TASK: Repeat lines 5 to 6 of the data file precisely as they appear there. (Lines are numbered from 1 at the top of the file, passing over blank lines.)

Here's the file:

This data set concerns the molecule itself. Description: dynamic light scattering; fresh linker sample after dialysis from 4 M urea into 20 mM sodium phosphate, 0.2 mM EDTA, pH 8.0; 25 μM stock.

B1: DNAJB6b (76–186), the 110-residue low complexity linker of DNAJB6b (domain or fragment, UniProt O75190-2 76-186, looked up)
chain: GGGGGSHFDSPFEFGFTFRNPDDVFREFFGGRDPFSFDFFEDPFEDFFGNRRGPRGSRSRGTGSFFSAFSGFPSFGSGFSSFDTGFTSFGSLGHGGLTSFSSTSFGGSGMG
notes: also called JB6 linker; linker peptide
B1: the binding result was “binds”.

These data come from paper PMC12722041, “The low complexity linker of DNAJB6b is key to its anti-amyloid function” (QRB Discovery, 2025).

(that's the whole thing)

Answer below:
B1: the binding result was “binds”.

These data come from paper PMC12722041, “The low complexity linker of DNAJB6b is key to its anti-amyloid function” (QRB Discovery, 2025).